Adopt rather than shop for pets

AMANZIMTOTI SPCA urges the public to choose to adopt a pet, rather than supporting backyard breeders.

The local animal shelter abolishes common misconceptions about pet adoptions.

“We urge you not to support and encourage backyard breeders, as these breeders are the reason that animal shelters, like SPCA, are inundated with so many homeless and unwanted pets coming through our doors every day,” said SPCA volunteer, Stacey Wall.

The SPCA thanks all of those who have opened up their hearts and homes to adopt a pet. Unfortunately, there are many more precious souls waiting to find homes. So if you’re considering getting a new pet for your family, choose to adopt rather than to shop.


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Common misconceptions about adopting a pet:


The adoption fee at the SPCA is too expensive:

The adoption fee at the SPCA is R750 for large breed dogs, R650 for small breed dogs and R550 for cats. It is important to remember that this fee does not pay for your new pet, but rather pays for them to be sterilised, vaccinated and dewormed, which works out much cheaper than what you would have to pay at a vet if you were to buy a puppy or kitten cheaply from a breeder.

Adopting a pet is in fact the most cost-effective route when it comes to adding a pet to your family.


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Adoption involves a difficult and lengthy process:

The process of adoption is actually very quick and easy. All you do is choose the perfect new pet for you and your family and fill out the forms to have a property check done. An inspector will then go around to your house when it is convenient for you and make sure that everything is safe and secure for your new arrival.

For example, that your yard is fully fenced. If it is passed you pay the adoption fee, then once your new pet has been sterilised, you can take them home. The whole process doesn’t take longer than a few days.

To speed the process along, if you are renting, take along a letter from your landlord with you when you fill out the forms to have the property check done, to say that you are allowed to have a pet.


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All dogs that are up for adoption are sick or damaged in some way and may be vicious or aggressive:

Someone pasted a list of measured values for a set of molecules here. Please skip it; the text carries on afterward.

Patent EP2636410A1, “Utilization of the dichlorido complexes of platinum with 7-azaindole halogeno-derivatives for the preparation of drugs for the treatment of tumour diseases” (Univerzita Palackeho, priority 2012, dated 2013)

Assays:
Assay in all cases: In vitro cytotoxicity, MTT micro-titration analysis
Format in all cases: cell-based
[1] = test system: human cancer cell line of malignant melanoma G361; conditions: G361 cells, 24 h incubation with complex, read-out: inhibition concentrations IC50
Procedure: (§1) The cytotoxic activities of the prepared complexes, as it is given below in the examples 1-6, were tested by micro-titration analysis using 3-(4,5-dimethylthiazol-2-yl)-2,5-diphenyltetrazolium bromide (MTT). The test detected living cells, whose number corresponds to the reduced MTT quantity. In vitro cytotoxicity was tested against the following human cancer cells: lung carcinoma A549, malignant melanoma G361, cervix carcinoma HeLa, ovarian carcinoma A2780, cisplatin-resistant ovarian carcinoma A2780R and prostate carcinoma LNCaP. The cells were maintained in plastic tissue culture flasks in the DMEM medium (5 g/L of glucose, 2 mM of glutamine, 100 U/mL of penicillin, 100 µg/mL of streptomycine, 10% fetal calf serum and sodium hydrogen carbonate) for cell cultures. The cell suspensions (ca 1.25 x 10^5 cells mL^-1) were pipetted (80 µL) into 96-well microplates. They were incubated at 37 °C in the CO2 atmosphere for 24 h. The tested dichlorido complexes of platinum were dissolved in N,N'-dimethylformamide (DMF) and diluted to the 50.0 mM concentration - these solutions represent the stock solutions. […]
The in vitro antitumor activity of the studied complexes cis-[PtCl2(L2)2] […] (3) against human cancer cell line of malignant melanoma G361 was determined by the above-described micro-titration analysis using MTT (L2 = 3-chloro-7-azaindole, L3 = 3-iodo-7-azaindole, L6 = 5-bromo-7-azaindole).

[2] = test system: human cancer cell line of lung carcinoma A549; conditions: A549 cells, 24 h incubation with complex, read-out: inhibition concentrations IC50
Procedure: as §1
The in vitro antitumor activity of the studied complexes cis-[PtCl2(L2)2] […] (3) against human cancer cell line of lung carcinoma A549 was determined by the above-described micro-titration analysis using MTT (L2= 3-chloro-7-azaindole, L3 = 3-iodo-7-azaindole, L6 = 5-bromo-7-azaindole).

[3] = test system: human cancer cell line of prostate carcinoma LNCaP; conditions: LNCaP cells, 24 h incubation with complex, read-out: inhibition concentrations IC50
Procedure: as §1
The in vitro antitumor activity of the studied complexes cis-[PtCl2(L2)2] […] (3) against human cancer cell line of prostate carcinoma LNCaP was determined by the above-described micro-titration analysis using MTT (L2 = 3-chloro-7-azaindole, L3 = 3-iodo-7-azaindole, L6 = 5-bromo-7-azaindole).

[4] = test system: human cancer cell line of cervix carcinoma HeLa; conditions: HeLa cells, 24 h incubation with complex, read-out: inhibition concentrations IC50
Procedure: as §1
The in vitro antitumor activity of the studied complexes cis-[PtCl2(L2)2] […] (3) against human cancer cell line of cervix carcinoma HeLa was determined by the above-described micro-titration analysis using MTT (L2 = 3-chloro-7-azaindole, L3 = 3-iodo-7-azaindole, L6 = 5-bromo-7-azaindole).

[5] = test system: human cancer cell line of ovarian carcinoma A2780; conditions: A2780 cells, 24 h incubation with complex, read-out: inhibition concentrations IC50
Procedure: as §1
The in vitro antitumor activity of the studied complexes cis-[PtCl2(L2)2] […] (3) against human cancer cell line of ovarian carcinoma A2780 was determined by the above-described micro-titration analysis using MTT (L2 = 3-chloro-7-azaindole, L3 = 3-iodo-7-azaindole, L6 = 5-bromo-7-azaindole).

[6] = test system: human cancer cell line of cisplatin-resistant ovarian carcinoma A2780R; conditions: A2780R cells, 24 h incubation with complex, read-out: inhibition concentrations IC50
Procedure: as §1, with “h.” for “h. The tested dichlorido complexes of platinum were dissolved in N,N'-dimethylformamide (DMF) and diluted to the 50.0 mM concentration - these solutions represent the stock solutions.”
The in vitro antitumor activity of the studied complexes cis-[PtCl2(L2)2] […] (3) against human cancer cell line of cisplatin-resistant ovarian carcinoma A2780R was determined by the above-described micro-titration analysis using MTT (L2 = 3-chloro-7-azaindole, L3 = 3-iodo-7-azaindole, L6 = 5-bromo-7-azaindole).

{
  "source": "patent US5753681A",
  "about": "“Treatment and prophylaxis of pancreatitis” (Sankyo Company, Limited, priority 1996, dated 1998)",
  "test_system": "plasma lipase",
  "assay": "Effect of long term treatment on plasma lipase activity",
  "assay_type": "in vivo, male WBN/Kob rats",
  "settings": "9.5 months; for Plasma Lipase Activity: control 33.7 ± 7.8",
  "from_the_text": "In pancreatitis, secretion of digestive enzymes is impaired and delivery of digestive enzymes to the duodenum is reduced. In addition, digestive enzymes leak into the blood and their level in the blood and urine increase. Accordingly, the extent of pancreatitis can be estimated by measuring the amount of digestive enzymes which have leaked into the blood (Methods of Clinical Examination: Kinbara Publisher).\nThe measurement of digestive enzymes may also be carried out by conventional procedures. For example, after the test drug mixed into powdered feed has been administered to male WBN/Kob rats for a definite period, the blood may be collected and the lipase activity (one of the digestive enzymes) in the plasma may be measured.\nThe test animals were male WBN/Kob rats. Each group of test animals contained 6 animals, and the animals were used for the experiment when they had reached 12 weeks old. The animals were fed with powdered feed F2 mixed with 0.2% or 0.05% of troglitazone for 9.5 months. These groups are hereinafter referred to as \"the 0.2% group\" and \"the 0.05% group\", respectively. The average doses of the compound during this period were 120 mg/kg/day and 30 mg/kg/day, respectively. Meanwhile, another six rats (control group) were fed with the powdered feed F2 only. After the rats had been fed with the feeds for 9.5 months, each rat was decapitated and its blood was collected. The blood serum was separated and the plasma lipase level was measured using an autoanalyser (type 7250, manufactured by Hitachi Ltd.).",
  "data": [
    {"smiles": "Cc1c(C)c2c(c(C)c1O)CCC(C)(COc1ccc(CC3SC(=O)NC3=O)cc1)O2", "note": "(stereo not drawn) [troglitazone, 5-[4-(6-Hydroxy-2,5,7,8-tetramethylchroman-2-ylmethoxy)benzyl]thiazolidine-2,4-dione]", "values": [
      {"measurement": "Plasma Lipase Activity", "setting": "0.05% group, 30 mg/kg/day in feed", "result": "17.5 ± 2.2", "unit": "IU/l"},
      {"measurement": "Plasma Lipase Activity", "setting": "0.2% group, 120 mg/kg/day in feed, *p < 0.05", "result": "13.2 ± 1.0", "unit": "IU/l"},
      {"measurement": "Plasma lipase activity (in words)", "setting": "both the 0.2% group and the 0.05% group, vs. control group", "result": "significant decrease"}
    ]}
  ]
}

This couldn’t be further from the truth. Every dog that is placed up for adoption is fully assessed in terms of their health, as well as any aggressiveness they have towards people.

Many of the dogs up for adoption have come from loving homes where the owner could no longer keep them for reasons such as moving or emigrating. Other dogs were found as strays and never claimed. Very few dogs have come from abusive homes, and even in these cases, the SPCA assures you that all the dogs that up for adoption are loving, affectionate animals who want a family to call their own.


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There is a chance that when I get my adopted dog home, they will fight with my existing dogs/cats:

To ensure that this does not happen, SPCA always recommends that the prospective new owners bring in their dogs so that an introduction with the dog/s they want to adopt can be conducted, to ensure that they get along. If a person has a cat at home, the SPCA also tests the dog with the cats at the SPCA to ensure they do not react aggressively.


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You can only find adult dogs and cats at the SPCA:

This is untrue; the SPCA often has the most adorable puppies and kittens available for adoption. If you still aren’t comfortable with adopting an adult dog or if you would like a puppy or kitten that your children can grow up with, don’t feel that a backyard breeder is your only option.


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Choose to adopt, choose to be part of the solution, choose to save a life.

If you are interested in adopting a pet, you can visit the SPCA Facebook page to see all the pets they have available, or pop in to meet them all during opening times, from 8.30am until 4pm on weekdays and from 8.30am until noon on Saturdays. Toti SPCA is situated at 1 Nyati Road.


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Holly Konig

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